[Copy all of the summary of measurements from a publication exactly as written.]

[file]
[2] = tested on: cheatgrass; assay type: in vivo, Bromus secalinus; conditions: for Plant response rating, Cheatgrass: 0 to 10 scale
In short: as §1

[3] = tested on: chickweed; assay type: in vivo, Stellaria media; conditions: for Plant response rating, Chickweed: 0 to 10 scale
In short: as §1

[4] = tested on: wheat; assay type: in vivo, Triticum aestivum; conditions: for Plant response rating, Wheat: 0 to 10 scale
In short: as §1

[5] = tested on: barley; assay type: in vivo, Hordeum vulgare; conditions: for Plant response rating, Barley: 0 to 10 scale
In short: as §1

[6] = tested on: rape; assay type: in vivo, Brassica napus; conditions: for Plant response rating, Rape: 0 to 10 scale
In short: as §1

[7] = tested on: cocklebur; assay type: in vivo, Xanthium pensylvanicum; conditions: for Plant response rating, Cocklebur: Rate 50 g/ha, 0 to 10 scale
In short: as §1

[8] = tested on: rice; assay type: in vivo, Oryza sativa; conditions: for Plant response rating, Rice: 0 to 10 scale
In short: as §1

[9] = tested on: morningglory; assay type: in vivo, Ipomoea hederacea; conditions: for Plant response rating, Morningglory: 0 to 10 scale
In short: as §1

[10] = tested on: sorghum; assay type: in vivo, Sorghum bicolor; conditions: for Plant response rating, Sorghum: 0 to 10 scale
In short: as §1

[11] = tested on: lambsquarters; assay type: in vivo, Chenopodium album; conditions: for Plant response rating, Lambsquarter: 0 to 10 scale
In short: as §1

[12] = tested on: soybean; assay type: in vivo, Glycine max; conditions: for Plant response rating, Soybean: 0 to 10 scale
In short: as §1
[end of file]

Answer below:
[2] = tested on: cheatgrass; assay type: in vivo, Bromus secalinus; conditions: for Plant response rating, Cheatgrass: 0 to 10 scale
In short: as §1

[3] = tested on: chickweed; assay type: in vivo, Stellaria media; conditions: for Plant response rating, Chickweed: 0 to 10 scale
In short: as §1

[4] = tested on: wheat; assay type: in vivo, Triticum aestivum; conditions: for Plant response rating, Wheat: 0 to 10 scale
In short: as §1

[5] = tested on: barley; assay type: in vivo, Hordeum vulgare; conditions: for Plant response rating, Barley: 0 to 10 scale
In short: as §1

[6] = tested on: rape; assay type: in vivo, Brassica napus; conditions: for Plant response rating, Rape: 0 to 10 scale
In short: as §1

[7] = tested on: cocklebur; assay type: in vivo, Xanthium pensylvanicum; conditions: for Plant response rating, Cocklebur: Rate 50 g/ha, 0 to 10 scale
In short: as §1

[8] = tested on: rice; assay type: in vivo, Oryza sativa; conditions: for Plant response rating, Rice: 0 to 10 scale
In short: as §1

[9] = tested on: morningglory; assay type: in vivo, Ipomoea hederacea; conditions: for Plant response rating, Morningglory: 0 to 10 scale
In short: as §1

[10] = tested on: sorghum; assay type: in vivo, Sorghum bicolor; conditions: for Plant response rating, Sorghum: 0 to 10 scale
In short: as §1

[11] = tested on: lambsquarters; assay type: in vivo, Chenopodium album; conditions: for Plant response rating, Lambsquarter: 0 to 10 scale
In short: as §1

[12] = tested on: soybean; assay type: in vivo, Glycine max; conditions: for Plant response rating, Soybean: 0 to 10 scale
In short: as §1